Crews work to clear snow-covered roads for emergency responders in Buffalo after storm that left 31 dead in area | CNN
After a deadly winter storm unleashed a fierce blizzard that swept through Buffalo, New York, with calls for help going unanswered, officials say emergency services have been restored and authorities are clearing roadways for first responders and carrying out welfare checks.
The storm wreaked havoc as it buried Buffalo in up to 51.9 inches of snow, trapping residents at home over the Christmas weekend – many without heating as the storm took out power lines. It also made roadways impassable, stranding some in the snow under frigid temperatures.
At least 31 people died in New York’s Erie County. And at least 25 others across 11 US states have also been reported dead in the widespread storm.
“We have people that got stranded in their vehicles and passed away in their cars. We have people that were walking during blizzard conditions and passed away on the street, passed away in snowbanks,” Buffalo Mayor Byron W. Brown said. “And we have people that were found that passed away in their homes.”
By Monday, there were bodies in a temporary morgue and various hospitals were full, Erie County Executive Mark Poloncarz told CNN.
Complicating matters, the dangerous weather conditions made it difficult for emergency crews and firefighters to respond to calls for help. Even ambulances were getting stuck in the snow and were among hundreds of vehicles that had to be abandoned.
Two-thirds of the equipment that was dispatched to help clear winter snow during the height of the storm got stuck, Poloncarz told CNN Monday. The Buffalo Fire Department historian said this was the first time in their agency’s history that they could not respond to emergency calls because of how severe the conditions were, Poloncarz added.
One reported death in Erie County was attributed to an EMS delay, he said.
Erie County Sheriff John Garcia said Monday that there were hundreds of unanswered calls for help as the storm slammed into the area, and as conditions improve, officials were focusing on welfare checks and getting people to hospitals as the roads are cleared.
The family of 22-year-old Anndel Taylor said she was found dead over the holiday weekend after getting trapped in her car by the blizzard.
After losing contact with her, the family posted her location to a Buffalo Facebook page to ask for help, and a man called to say he found her and she had no pulse, her sister said.
By the time authorities called the Brown family back on Monday evening to let them know they were ready to go out and rescue the woman, her body had already been removed from the car and transported to the hospital, the family said.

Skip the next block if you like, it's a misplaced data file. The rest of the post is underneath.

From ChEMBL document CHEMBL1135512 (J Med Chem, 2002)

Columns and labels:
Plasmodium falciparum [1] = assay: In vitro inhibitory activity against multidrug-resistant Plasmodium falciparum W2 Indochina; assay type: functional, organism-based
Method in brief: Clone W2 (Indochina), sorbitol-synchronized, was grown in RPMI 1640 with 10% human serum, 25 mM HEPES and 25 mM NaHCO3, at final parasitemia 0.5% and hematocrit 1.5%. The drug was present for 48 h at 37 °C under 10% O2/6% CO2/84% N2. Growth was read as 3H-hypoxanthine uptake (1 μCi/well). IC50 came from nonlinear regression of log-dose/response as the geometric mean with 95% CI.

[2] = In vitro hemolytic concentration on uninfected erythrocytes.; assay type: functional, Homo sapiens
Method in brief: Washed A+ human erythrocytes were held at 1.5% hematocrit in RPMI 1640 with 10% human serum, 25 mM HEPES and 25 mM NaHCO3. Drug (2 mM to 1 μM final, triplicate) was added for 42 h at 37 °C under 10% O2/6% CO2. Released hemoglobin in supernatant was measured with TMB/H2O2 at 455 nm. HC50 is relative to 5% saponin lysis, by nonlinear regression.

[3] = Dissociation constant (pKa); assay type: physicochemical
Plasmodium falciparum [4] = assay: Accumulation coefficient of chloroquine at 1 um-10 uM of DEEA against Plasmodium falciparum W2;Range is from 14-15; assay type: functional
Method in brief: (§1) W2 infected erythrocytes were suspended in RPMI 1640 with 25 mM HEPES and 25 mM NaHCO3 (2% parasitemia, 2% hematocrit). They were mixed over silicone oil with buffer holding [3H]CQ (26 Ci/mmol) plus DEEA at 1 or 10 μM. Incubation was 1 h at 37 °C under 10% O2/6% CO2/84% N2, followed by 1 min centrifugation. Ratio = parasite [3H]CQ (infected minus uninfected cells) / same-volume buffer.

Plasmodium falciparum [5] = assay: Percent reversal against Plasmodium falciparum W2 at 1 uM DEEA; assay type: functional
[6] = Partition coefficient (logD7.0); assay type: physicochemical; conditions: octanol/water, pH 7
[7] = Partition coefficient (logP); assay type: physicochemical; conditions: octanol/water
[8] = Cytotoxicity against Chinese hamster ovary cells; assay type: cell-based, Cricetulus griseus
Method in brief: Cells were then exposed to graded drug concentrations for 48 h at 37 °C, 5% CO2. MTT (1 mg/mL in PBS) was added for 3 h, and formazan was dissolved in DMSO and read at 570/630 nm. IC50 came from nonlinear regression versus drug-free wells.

By Tuesday, Erie County had restored its emergency response service, but officials were still pleading with residents to stay off the roads.
A driving ban remained in effect in Buffalo amid a two-day effort to clear at least one lane on every street to accommodate emergency responders, Erie County Executive Mark Poloncarz said at a news conference.
The county is also bringing in 100 military police, as well as additional troops from the New York State Police Department, to manage traffic control “because it has become so evident that too many people are ignoring the ban,” Poloncarz said.
But even as emergency services return, challenges remain.
Hundreds of vehicles abandoned in the snow, hazardous driving conditions and snow-covered lanes are creating accessibility issues for the firefighters and even emergency and recovery vehicles are getting stuck in snow, said Peter Anderson, Press Secretary for Poloncarz.
Gov. Kathy Hochul has called the blizzard a “once-in-a-generation storm,” which has been compared to Buffalo’s famous blizzard of 1977 – a powerful storm that left 23 people dead.
“Tthe blizzard of ’77 is considered the worst storm in Buffalo history. Well unfortunately this has already surpassed it for deaths,” Poloncarz said Monday.
The winter storm’s effects have been widespread, and at least 56 storm-related deaths have been reported across several states:
• New York: In addition to the 31 deaths in Erie County, one fatal carbon monoxide poisoning has been reported in Niagara County.
• Colorado: Police in Colorado Springs reported two deaths related to the cold since Thursday, with one man found near a power transformer of a building, possibly seeking warmth, and another in a camp in an alleyway.